Media Publishing

  • Random House Rewards Staff With $5,000 Bonus

    The CEO at Random House makes the holidays a little "greener" this season, promising all employees a $5,000 bonus to celebrate a profitable year - thanks to publishing, "Fifty Shades of Grey," by E.L. James. CNBC's Bob Pisani and John Carney, weigh in.

  • More change in distribution, music, and publishing ahead.

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    The chief executive of News International, the scandal-hit British newspaper arm of Rupert Murdoch's News Corp, will step down at the end of the year, the company said on Sunday.

  • Clouds Lifting Over Murdoch, He’s Out to Buy Again

    The media conglomerate, which had been on its heels for more than a year because of the phone hacking scandal in Britain, is looking to make acquisitions again. The NYT reports.

  • Goldman's CEO Reaction to Greg Smith's Book

    In an earlier "Squawk on the Street" interview CNBC's Gary Kaminsky weighs in on Lloyd Blankfein's reaction to Greg Smith's tell all memoir, "Why I Left Goldman Sachs."

  • Kaminsky on Greg Smith

    CNBC's Gary Kaminsky, weighs in on why author Greg Smith left Goldman Sachs.

  • Kaminsky: 'Thinking About Greg Smith'

    CNBC's Gary Kaminsky, weighs in on the hype around the release of ex-Goldman banker, Greg Smith's book.

  • More Trouble for the Murdochs?

    CNBC's Julia Boorstin reports Rupert Murdoch's role as chairman of News Corp may be in jeopardy, along with the board positions of his sons James and Lachlan.

  • Awarding 'The Prize' Blue Chip Book Award

    Dan Yergin, IHS vice chairman, discusses his Pulitzer Prize winning book on the history of oil, money and power.

  • Mobile Revolution at Ad Week

    Miles Nadal, MDC Partners chairman & CEO, discusses how mobile advertising is changing the way advertisers reach new consumers.

  • J.K. Rowling's first novel since the final Harry Potter book was published in 2007 includes teen sexuality, prostitution and drug use. In new interviews,  the author talks about stepping out of her comfort zone.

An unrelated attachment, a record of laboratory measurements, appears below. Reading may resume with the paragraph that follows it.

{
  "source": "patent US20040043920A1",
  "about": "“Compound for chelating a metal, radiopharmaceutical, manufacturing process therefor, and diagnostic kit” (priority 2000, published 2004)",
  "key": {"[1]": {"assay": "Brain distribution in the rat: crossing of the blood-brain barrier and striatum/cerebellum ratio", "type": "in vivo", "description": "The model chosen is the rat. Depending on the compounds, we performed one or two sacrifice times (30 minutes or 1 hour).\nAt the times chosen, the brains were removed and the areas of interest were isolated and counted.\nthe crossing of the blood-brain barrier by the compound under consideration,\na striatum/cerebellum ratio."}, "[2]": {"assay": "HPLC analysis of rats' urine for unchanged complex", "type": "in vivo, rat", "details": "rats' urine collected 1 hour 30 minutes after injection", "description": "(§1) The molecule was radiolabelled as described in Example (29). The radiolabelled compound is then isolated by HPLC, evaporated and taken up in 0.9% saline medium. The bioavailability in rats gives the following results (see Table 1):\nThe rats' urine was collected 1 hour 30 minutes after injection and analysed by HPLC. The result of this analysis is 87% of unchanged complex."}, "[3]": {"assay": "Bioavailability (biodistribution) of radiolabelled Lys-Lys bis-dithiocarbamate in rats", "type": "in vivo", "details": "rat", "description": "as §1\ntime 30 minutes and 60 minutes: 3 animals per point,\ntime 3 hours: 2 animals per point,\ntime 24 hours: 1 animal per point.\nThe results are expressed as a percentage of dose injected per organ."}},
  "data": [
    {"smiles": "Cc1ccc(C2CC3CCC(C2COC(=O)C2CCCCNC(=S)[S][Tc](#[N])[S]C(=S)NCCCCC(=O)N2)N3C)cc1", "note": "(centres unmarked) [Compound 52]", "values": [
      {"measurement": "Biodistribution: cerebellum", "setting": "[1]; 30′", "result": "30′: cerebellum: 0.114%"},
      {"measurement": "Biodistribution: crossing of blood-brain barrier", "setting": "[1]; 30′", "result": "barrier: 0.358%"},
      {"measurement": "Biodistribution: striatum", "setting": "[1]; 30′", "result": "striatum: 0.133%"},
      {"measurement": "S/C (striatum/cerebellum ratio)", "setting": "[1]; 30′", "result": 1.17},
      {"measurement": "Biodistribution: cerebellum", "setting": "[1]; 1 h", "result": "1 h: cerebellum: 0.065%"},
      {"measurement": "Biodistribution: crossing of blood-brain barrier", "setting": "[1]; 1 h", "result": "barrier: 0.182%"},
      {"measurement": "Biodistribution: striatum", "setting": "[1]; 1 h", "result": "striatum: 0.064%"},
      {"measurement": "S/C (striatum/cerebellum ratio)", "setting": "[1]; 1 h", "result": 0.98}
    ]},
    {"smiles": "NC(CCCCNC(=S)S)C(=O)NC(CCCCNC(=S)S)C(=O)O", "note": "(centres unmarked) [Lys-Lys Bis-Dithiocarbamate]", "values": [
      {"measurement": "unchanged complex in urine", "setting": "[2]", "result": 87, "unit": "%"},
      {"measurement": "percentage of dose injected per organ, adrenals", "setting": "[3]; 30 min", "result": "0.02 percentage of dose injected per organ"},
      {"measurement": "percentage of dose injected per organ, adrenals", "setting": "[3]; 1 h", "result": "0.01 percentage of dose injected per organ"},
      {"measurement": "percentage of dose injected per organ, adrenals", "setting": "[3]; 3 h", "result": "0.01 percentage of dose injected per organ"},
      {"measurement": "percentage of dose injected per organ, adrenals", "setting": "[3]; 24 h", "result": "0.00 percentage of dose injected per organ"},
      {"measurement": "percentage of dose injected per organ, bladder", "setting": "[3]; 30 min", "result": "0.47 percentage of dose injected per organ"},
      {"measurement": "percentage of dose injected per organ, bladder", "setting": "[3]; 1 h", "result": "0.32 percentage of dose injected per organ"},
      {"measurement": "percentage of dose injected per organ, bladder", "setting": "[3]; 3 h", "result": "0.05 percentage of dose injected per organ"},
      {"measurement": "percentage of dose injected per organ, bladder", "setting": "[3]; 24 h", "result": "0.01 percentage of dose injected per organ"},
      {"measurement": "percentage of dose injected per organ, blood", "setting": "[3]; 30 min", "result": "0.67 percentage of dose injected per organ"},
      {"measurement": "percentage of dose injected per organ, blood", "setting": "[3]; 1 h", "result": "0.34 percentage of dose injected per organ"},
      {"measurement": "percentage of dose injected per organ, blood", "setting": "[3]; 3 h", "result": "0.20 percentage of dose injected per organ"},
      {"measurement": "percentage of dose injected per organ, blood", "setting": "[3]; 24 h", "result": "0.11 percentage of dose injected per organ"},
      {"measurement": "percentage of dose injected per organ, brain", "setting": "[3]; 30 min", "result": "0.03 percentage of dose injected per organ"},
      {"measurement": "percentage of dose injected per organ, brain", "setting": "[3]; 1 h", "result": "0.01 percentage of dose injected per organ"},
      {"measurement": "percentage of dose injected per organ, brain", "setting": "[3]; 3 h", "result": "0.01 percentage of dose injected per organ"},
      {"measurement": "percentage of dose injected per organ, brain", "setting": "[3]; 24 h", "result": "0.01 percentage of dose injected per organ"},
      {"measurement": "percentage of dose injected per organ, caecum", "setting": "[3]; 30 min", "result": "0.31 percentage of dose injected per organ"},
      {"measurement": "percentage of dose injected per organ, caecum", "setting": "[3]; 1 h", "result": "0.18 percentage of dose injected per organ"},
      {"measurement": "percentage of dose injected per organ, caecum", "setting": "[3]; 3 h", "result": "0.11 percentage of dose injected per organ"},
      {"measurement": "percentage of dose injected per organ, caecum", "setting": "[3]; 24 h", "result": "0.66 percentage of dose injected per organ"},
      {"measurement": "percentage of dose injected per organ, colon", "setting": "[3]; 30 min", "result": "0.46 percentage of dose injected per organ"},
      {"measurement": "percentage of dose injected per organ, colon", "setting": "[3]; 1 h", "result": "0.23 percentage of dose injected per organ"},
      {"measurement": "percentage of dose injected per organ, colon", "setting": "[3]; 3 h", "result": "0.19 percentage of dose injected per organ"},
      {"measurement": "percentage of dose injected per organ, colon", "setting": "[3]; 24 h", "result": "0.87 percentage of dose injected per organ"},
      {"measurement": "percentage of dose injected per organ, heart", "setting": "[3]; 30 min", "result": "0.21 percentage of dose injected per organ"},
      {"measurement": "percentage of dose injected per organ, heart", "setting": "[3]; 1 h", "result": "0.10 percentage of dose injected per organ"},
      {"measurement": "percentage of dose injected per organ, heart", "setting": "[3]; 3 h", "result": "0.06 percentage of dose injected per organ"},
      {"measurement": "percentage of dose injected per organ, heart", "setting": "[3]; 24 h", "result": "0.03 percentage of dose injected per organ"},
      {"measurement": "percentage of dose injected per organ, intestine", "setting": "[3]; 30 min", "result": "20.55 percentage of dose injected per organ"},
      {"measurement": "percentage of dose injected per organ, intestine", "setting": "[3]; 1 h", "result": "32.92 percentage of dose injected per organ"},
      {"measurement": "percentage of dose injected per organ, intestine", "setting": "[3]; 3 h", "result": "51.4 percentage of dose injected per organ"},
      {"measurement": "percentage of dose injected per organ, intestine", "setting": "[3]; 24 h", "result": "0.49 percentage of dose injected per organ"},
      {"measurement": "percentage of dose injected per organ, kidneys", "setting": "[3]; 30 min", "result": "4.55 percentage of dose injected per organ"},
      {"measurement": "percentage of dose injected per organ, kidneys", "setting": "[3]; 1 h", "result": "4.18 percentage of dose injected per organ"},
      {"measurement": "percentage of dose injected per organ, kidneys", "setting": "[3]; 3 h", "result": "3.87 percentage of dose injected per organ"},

• Diller Takes Publishing Digital

    Barry Diller, InterActive Corp. chairman, discusses his plan to create a new electronic book publishing company.

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    A firsthand description of the Navy SEAL raid that killed Osama bin Laden contradicts accounts by administration officials, raising questions as to whether the terror mastermind presented a clear threat when SEALs first fired upon him.

  • Fifty Shames of Earl Grey by Fanny Merkin (a.k.a. Andrew Shaffer)

    In a new "Fifty Shades" parody, the young, troubled, handsome and fabulously successful Christian Grey is replaced by Earl Grey, who has a penchant for Nickelback. Naive Anastasia Steele in now Anna Steal, a young woman so incomprehensibly innocent she's never been on an elevator before and wonders how they work.

  • Circa 1965, American writer and magazine editor Helen Gurley Brown in her office at Cosmopolitan magazine, 1960s.

    Helen Gurley Brown, the longtime editor of Cosmopolitan magazine who invited millions of women to join the sexual revolution, has died. She was 90.

  • The 'Freakonomics of Reality'

    Stephen Dubner, "Freakonomics" co-author, discusses the current economic climate, with the "Squawk Box" news crew, and Tom Stemberg, Staples co-founder & former CEO.

  • News Corp

    Investor’s hopes and share prices rose Tuesday as Rupert Murdoch’s News Corp. announced that it is considering dividing the massive media conglomerate into two separate, publicly traded companies.

  • News Corp. Confirms Considering Split

    CNBC's Kayla Tausche reports News Corporation is considering separating its publishing arm from its much larger entertainment division. What does it mean for stockholders? Barton Crockett, Lazard Capital Markets senior analyst, weighs in.

  • Harry Potter and the Half-Blood Prince

    On June 26 1997, Harry Potter and the Philosopher’s Stone was first published by Bloomsbury Publishing, with an initial run of only 500 copies in hardcover. On the 15th anniversary of that date, Nigel Newton, the CEO and founder of Bloomsbury published called Harry Potter "transformative" for the company.

  • Summer is here, and along with high temperatures, shorts and flip-flops, another seasonal phenomenon is taking place — college students are graduating, and they’re taking their newly minted degrees into the real world in the hopes of landing a job. But what are their chances of finding work in their fields, or even finding jobs that don’t require them to ask if you want fries with that?Job seekers between ages 16 to 24 who are not enrolled in school and have attained a bachelor’s degree or highe

    Recent graduates with arts degrees face a jobless rate of 11.1 percent. With numbers like that, the degree probably seems useless. But many people have gone on to great success after earning “useless” degrees.